Friday morning federal headlines – Oct. 14

The Morning Federal Newscast is a daily compilation of the stories you hear Federal Drive hosts Tom Temin and Amy Morris discuss throughout the show each day. The Newscast is designed to give users more information about the stories you hear on the air.

  • Agencies will accept commercial IDs from citizens who interact with the government online. That means agencies must configure their systems to recognize IDs from providers such as Google and PayPal. CIO Steven VanRoekel has given agencies 90 days to get ready as part of a strategy to align federal cyber practices with those of the private sector. VanRoekel said agencies should start with low-level transactions such as logging in to comment on a blog. Transactions involving personal information or money will come later. (Federal News Radio)
  • Defense Secretary Leon Panetta is pushing his department to clean up its finances, setting a 2014 deadline to have one part of the Pentagon’s financial statements ready for a clean audit. The department is already under a 2017 deadline from Congress. The part Panetta wants sooner is called the Statement of Budgetary Resources, or SBR. It gives details of the Pentagon’s current cash situation. The 2017 deadline for the rest of the books stays in place. (Federal News Radio)
  • The Postal Service and lawmakers have been operating under the theory that if they could just return the $75 billion dollar overpayment from the federal pension fund, their problems would be solved. But the Government Accountability Office says — not so fast. GAO auditors said that the move wouldn’t solve any long-term problems and would force the government to pay millions more for worker pensions. The report says that transferring billions of dollars away from the fund would leave the government on the hook for between $55 and $85 billion dollars and could lead to pressure to cut pension benefits for federal workers. (Federal News Radio)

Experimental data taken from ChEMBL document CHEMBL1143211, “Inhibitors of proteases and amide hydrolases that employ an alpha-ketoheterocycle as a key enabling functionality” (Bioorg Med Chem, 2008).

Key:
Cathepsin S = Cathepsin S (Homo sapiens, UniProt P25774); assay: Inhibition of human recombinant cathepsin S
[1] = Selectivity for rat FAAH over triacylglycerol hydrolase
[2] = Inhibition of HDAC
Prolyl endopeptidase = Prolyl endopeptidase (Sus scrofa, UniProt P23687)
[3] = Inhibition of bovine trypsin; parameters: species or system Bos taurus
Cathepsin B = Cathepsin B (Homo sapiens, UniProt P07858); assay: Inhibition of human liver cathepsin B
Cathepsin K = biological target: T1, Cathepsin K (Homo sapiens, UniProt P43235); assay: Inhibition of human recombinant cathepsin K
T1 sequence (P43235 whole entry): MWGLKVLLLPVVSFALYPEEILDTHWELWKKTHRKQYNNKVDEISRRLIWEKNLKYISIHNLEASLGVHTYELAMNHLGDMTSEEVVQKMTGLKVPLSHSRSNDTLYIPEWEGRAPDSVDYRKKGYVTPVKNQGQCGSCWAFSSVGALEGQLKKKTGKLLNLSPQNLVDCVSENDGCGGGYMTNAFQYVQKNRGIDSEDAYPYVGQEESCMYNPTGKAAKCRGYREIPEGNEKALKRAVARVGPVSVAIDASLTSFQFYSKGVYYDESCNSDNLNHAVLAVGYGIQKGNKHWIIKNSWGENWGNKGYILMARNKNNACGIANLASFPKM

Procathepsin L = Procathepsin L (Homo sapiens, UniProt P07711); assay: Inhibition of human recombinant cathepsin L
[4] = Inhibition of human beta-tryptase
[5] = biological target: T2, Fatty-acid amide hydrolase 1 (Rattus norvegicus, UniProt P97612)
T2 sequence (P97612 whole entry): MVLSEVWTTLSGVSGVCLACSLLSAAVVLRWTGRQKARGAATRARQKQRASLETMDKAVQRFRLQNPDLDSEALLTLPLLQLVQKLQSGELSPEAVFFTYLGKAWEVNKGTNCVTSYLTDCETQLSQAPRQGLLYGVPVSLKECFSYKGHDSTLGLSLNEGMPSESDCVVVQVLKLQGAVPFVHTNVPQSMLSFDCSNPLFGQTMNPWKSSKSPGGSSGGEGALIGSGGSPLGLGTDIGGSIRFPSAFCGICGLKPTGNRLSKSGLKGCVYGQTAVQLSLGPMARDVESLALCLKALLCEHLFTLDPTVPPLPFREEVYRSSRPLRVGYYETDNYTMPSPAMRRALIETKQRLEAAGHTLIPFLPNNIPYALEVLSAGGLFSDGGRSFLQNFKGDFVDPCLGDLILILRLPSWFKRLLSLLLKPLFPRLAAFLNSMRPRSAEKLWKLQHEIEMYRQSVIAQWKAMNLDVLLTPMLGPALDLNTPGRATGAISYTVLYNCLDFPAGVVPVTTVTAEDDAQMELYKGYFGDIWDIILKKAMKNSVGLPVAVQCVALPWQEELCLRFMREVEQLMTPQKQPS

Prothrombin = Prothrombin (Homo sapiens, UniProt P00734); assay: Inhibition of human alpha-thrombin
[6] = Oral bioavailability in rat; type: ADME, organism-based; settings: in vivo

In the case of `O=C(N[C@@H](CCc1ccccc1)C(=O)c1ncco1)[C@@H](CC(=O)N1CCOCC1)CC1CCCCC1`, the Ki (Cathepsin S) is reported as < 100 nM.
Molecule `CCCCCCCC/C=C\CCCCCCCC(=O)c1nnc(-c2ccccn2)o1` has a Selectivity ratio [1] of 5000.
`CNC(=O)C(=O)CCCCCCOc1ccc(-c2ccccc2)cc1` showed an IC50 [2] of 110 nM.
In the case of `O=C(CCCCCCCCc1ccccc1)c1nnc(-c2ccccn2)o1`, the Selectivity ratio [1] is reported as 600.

• The House Ways and Means Committee voted yesterday to repeal a provision requiring the government to withhold 3 percent of contractor payments. The 2006 law had drawn the ire of nearly everyone — government, industry and lawmakers of both parties. The committee overwhelmingly passed the repeal in a voice vote. The chairman of the committee Rep. Dave Camp (R-Mich.) said the repeal would help reduce uncertainty for companies doing business with the government. The Hill reports a full House vote will likely come by the end of the month.
  • Brass at the Homeland Security Department want to limit what sort of outside work employees can do. A new proposed rule, aimed at preventing conflicts of interest, would require employees to get permission before consulting, teaching or public speaking. For instance, if you work at Customs and Border Protection, you would not be allowed to work in agriculture or immigration. FEMA employees could not do work for the agency’s contractors. The rule would exempt work for charities, churches and other non-profits. (Federal News Radio)
  • Mistakes by air traffic controllers are on the up. The Government Accountability Office found misdirection that causes planes to fly too closely together while approaching the airport has increased sharply. So have the number of runway incursions, which include everything from planes taking a wrong turn on the tarmac to having unauthorized planes, vehicles, or people on the runway. The Federal Aviation Administration attributed the increases to better error reporting. But transportation officials said they take the report seriously and will work to reduce the number of incidents. (Federal News Radio)
  • If the National Cathedral looks a little off, that’s because it’s missing a pinnacle. Workers used a crane to remove two tons of stonework from the top of the cathedral’s 330-foot central tower. The stone topper was damaged in the earthquake that hit Washington in August. In fact, all four pinnacles on the tower were damaged. All the broken parts must come down for repair and so the building can reopen. The Cathedral took 83 years to build and was completed in 1990. All of its stonework is hand-carved. (Federal News Radio)
  • Astronomy buffs can get a close-up look at a full-size replica of the James Webb Space Telescope in Baltimore’s Inner Harbor, which will be on display outside the Maryland Science Center through Oct. 26. The telescope is expected to replace the orbiting Hubble Space Telescope, but will head much farther out into space. Launch is planned for 2018. (NASA)